Use of other medications was allowed but kept constant through the trial period where possible. Participants who had serum vitamin D levels of <50 nmol/l were prescribed vitamin D supplements. All participants provided written consent. The study was approved by the Tasmanian Human Research Ethics Committee and conducted at the Menzies Research Institute Tasmania, Hobart, Australia.
Randomisation and interventions
Participants were randomly allocated to one of two treatment arms (ZA or placebo) using computer generated block randomisation in blocks of thirty. The random allocation sequence was automatically generated, and a security protected central automated allocation procedure was used to allocate participants to treatment arm 1 or 2. This was then used by one author (LL) to dispense the allocated medication to another (EB) who administered medication to each individual patient. Participants and staff involved in patient care (PB, EB, GJ) and assessment of MRI (DD) remained blinded to treatment allocation throughout the trial.
Participants (n=59) received an identical intravenous infusion of 100 mg of fluid, containing ZA (5 mg in normal saline) or placebo (normal saline), given by one nurse at the Menzies Institute. All participants were advised to take paracetamol as a prophylaxis for any acute phase reactions; these were recorded 3 days later by phone interview.
Primary outcomes were pain intensity (assessed using a VAS) and maximal area of BML as assessed by MRI at 6 months. Secondary outcomes were pain intensity at 3 and 12 months; knee pain and symptoms at 3, 6 and 12 months (using the knee injury and osteoarthritis outcome score (KOOS) questionnaire); and BML size at 12 months and safety outcomes (including any adverse or serious adverse event, and acute phase reactions). Outcomes were assessed using change between baseline and the relevant time point. Baseline questionnaires were completed in the clinic. Subsequent questionnaires were completed by mail.
Pain and function
Knee pain intensity and function were measured on four occasions (baseline, 3, 6 and 12 months). Knee pain intensity was measured using a 100 mm VAS and subjects were asked ‘on this line, where would you rate your pain today? Zero represents no pain and 100 represents extreme pain.’.
Knee pain and symptoms were also assessed using the KOOS questionnaire.22 These two subscales have nine (pain) and seven (symptoms) questions, each with five response levels scored from 0 to 4. Subscales were transformed according to instructions in the original manuscript.22 The transformed scale had possible values from 0 to 100 with zero representing extreme knee pain or symptoms, and 100 representing no knee pain or symptoms.
MRIs of the study knee were obtained at baseline, 6 and 12 months with a 1.5T whole body MR unit (GE-Signa; GE Healthcare, Buckinghamshire, UK). using a dedicated 8-channel knee coil. All MRIs were performed using proton density-weighted fat saturation two-dimensional fast spin echo sequence in the sagittal plane (repetition time 3875 ms, echo time 42 ms, slice thickness 3–5 mm, interslice gap 0–3 mm, field of view 16 cm, 224×448-pixel matrix, number of excitations 2).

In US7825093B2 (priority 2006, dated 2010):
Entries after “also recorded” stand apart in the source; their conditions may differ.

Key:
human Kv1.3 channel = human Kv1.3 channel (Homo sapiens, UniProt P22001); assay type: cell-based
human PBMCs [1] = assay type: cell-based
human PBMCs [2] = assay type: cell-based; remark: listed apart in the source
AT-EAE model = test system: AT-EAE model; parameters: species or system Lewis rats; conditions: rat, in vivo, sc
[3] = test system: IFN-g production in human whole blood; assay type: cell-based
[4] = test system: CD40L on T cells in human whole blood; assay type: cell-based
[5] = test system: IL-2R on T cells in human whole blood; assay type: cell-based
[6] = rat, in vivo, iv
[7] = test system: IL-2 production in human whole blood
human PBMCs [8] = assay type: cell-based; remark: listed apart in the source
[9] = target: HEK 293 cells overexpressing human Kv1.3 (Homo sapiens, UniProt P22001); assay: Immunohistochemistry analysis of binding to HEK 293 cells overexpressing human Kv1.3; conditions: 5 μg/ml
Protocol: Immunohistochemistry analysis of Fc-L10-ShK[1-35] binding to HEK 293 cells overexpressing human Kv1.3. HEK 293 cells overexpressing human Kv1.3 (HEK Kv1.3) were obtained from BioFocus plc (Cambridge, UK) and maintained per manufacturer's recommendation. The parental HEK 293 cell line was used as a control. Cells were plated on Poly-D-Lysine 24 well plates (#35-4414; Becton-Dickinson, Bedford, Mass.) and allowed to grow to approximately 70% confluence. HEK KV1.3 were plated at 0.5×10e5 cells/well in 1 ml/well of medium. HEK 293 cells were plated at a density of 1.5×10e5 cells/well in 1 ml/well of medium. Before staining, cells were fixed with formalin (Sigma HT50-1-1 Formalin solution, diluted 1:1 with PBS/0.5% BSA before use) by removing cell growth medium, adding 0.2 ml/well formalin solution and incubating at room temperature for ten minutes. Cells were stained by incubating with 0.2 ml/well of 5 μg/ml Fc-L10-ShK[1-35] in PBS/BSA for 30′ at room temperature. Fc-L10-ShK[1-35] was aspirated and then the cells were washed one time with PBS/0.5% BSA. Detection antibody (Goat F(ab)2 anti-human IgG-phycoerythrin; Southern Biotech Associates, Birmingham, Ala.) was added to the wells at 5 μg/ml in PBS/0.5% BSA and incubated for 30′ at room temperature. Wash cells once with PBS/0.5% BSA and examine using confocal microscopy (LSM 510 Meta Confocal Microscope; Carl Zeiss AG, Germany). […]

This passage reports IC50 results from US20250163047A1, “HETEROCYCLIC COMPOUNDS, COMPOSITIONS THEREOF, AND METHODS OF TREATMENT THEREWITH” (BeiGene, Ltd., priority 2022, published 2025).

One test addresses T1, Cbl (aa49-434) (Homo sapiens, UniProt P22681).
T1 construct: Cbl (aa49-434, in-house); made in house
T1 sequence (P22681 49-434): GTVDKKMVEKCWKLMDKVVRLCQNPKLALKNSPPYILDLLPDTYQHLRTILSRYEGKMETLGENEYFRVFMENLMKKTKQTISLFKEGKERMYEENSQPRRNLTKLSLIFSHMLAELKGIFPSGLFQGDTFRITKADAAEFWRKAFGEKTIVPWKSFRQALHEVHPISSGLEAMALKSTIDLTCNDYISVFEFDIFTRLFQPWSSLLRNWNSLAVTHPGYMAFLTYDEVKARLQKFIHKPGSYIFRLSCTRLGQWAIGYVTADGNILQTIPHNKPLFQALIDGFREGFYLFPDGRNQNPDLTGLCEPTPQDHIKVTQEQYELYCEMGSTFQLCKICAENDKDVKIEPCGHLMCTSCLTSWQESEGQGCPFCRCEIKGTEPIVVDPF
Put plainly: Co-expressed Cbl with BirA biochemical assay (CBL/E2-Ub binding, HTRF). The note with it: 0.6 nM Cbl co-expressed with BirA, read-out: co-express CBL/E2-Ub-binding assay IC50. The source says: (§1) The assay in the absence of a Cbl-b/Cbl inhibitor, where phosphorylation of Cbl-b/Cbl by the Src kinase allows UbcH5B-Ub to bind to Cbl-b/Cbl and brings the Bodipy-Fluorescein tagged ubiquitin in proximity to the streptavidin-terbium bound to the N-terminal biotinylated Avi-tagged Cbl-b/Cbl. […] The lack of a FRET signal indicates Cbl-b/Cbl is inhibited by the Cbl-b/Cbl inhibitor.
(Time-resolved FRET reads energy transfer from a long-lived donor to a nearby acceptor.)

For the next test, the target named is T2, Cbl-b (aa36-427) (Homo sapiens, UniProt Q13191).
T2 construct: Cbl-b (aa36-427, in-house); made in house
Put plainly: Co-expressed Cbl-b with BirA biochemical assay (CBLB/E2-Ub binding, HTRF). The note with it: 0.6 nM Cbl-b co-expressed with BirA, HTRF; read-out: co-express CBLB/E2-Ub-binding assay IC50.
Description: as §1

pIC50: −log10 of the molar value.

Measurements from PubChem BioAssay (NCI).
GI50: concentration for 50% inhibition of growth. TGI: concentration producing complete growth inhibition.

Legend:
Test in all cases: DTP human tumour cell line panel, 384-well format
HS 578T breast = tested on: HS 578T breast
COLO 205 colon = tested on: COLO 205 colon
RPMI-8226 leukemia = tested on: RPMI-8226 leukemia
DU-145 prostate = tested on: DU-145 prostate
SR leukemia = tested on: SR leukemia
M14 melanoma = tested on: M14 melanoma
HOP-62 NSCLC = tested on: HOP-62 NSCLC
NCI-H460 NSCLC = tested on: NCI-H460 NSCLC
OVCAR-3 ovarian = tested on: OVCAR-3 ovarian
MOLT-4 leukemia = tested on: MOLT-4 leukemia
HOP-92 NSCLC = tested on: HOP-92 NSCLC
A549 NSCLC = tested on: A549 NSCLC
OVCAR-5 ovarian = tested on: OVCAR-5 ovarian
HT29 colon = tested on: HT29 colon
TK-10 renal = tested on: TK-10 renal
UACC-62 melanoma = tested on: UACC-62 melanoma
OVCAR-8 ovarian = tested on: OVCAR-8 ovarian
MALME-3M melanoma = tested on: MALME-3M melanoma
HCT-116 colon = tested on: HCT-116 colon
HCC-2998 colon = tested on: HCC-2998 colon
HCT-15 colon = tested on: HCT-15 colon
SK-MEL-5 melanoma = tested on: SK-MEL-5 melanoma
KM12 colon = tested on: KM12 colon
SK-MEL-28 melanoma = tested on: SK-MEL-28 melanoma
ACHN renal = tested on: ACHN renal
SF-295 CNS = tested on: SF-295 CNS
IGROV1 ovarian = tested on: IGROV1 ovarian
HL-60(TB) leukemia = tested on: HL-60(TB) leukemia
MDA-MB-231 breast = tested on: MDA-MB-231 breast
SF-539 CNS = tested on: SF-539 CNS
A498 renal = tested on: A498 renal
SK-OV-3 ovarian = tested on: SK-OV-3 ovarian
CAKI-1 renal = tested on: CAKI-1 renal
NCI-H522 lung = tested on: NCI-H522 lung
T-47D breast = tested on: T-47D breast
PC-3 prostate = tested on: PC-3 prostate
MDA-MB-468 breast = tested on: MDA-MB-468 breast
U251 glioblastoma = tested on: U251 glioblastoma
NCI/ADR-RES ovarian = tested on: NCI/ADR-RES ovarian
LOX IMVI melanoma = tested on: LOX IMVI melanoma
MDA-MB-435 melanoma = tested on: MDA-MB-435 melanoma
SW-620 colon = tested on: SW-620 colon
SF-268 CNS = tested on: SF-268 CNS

A BML was defined as an ill-defined hyperintensity in the subchondral bone. One trained observer (blinded to treatment allocation and clinical data) scored lesions using Osiris software (University of Geneva, Geneva, Switzerland). To maximise sensitivity, chronological order was known to the observer.23 ,24 The maximum size was measured in mm2 using software cursors applied to the greatest area of each lesion as previously described.5 The lesion with the highest score was used if more than one was present at the same site. The intraobserver repeatability for this method of measurement is excellent with an intraclass correlation coefficient (ICC) of 0.97.5 Participants were given a BML score (mm2) at each of the four sites (medial tibial, medial femoral, lateral tibial and lateral femoral sites) and these were summed to create a total BML score (mm2).
A clinically significant reduction in BML size was classified as a reduction of 140 mm2.5
BMLs were also scored using an ordinal scale at each of the four sites, where 0=normal; 1=mild, <25% of the region; 2=moderate, 25–50% of the region; and 3=severe, >50% of the region. If the lesion was depicted in multiple slices, the one with the largest extent was chosen.25
Sample size for change in BML size was based on preliminary results from an in-house observational study (Tasmanian Older Adult Cohort Study) in which participants with existing BMLs had a mean BML area at baseline of 83 mm2 and an SD for change in area of 16 mm2, and thus a 20% reduction (or 16 mm2) in lesion area required 16 per group with α=0.05 and β=0.20.
Sample size for pain intensity using VAS was based on demonstrating a 20 mm greater reduction compared with placebo with an SD of 25 mm,26 ,27 which required 25 per group; thus, we aimed to enrol 60 participants to allow for dropouts.
Information on medication use (particularly change in analgesia), hospital admissions and newly diagnosed medical conditions was recorded at baseline, 3, 6 and 12 months. Blood samples were taken to assess safety at 3 and 6 months.